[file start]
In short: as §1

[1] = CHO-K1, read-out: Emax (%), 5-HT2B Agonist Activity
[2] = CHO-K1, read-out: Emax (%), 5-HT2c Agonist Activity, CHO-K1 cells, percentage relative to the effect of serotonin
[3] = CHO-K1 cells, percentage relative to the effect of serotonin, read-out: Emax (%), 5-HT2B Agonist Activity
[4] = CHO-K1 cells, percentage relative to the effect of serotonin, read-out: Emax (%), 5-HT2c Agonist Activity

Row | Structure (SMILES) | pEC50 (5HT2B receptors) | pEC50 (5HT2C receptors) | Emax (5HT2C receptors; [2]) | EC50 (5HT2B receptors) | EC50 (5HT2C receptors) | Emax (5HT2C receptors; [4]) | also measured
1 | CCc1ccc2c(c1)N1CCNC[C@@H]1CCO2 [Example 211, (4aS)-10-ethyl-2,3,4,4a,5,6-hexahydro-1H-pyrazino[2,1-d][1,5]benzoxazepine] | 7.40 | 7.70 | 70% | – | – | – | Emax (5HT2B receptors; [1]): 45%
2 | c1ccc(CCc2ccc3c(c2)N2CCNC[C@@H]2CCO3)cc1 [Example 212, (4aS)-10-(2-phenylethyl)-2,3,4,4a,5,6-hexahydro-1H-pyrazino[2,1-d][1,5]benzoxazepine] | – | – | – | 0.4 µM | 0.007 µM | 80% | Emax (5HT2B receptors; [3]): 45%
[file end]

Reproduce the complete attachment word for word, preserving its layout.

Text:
In short: as §1

[1] = CHO-K1, read-out: Emax (%), 5-HT2B Agonist Activity
[2] = CHO-K1, read-out: Emax (%), 5-HT2c Agonist Activity, CHO-K1 cells, percentage relative to the effect of serotonin
[3] = CHO-K1 cells, percentage relative to the effect of serotonin, read-out: Emax (%), 5-HT2B Agonist Activity
[4] = CHO-K1 cells, percentage relative to the effect of serotonin, read-out: Emax (%), 5-HT2c Agonist Activity

Row | Structure (SMILES) | pEC50 (5HT2B receptors) | pEC50 (5HT2C receptors) | Emax (5HT2C receptors; [2]) | EC50 (5HT2B receptors) | EC50 (5HT2C receptors) | Emax (5HT2C receptors; [4]) | also measured
1 | CCc1ccc2c(c1)N1CCNC[C@@H]1CCO2 [Example 211, (4aS)-10-ethyl-2,3,4,4a,5,6-hexahydro-1H-pyrazino[2,1-d][1,5]benzoxazepine] | 7.40 | 7.70 | 70% | – | – | – | Emax (5HT2B receptors; [1]): 45%
2 | c1ccc(CCc2ccc3c(c2)N2CCNC[C@@H]2CCO3)cc1 [Example 212, (4aS)-10-(2-phenylethyl)-2,3,4,4a,5,6-hexahydro-1H-pyrazino[2,1-d][1,5]benzoxazepine] | – | – | – | 0.4 µM | 0.007 µM | 80% | Emax (5HT2B receptors; [3]): 45%